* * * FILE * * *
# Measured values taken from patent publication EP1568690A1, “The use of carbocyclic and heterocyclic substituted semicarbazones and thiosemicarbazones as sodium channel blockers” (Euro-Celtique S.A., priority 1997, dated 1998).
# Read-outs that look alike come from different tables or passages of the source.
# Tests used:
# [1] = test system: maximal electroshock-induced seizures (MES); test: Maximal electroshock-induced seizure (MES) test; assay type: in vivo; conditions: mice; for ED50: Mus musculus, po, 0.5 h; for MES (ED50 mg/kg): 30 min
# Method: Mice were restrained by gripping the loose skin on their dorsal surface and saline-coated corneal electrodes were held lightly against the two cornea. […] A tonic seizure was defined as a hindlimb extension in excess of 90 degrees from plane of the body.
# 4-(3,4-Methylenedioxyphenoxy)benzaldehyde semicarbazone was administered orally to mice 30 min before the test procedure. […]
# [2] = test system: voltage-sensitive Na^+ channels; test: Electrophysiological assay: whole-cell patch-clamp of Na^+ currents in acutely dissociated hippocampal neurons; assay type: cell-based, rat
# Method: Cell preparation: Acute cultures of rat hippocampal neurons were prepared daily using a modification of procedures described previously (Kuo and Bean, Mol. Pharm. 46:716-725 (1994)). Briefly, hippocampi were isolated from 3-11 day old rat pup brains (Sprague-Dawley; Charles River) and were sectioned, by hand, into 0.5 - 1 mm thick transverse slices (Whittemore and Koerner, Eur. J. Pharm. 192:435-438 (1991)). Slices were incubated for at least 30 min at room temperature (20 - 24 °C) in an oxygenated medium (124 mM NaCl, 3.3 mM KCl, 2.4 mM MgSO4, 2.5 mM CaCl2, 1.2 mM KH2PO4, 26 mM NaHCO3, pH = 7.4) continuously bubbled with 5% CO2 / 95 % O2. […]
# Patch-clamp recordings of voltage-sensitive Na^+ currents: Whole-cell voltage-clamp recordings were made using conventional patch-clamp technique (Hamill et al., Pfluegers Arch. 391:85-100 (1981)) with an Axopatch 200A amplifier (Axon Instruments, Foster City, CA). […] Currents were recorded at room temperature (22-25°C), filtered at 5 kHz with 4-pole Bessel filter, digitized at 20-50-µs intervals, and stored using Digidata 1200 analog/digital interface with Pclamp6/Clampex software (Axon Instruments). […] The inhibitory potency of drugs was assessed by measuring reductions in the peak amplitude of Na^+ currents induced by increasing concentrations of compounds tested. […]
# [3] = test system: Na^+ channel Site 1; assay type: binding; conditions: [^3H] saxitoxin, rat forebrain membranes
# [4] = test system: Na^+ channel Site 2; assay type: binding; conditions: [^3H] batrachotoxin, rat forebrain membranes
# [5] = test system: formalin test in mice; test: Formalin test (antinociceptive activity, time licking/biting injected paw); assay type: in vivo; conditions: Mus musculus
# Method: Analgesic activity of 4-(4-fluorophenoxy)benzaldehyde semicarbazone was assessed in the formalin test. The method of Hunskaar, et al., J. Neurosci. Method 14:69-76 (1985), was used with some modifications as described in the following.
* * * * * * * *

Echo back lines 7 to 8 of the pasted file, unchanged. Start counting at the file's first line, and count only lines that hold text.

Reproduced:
# [2] = test system: voltage-sensitive Na^+ channels; test: Electrophysiological assay: whole-cell patch-clamp of Na^+ currents in acutely dissociated hippocampal neurons; assay type: cell-based, rat
# Method: Cell preparation: Acute cultures of rat hippocampal neurons were prepared daily using a modification of procedures described previously (Kuo and Bean, Mol. Pharm. 46:716-725 (1994)). Briefly, hippocampi were isolated from 3-11 day old rat pup brains (Sprague-Dawley; Charles River) and were sectioned, by hand, into 0.5 - 1 mm thick transverse slices (Whittemore and Koerner, Eur. J. Pharm. 192:435-438 (1991)). Slices were incubated for at least 30 min at room temperature (20 - 24 °C) in an oxygenated medium (124 mM NaCl, 3.3 mM KCl, 2.4 mM MgSO4, 2.5 mM CaCl2, 1.2 mM KH2PO4, 26 mM NaHCO3, pH = 7.4) continuously bubbled with 5% CO2 / 95 % O2. […]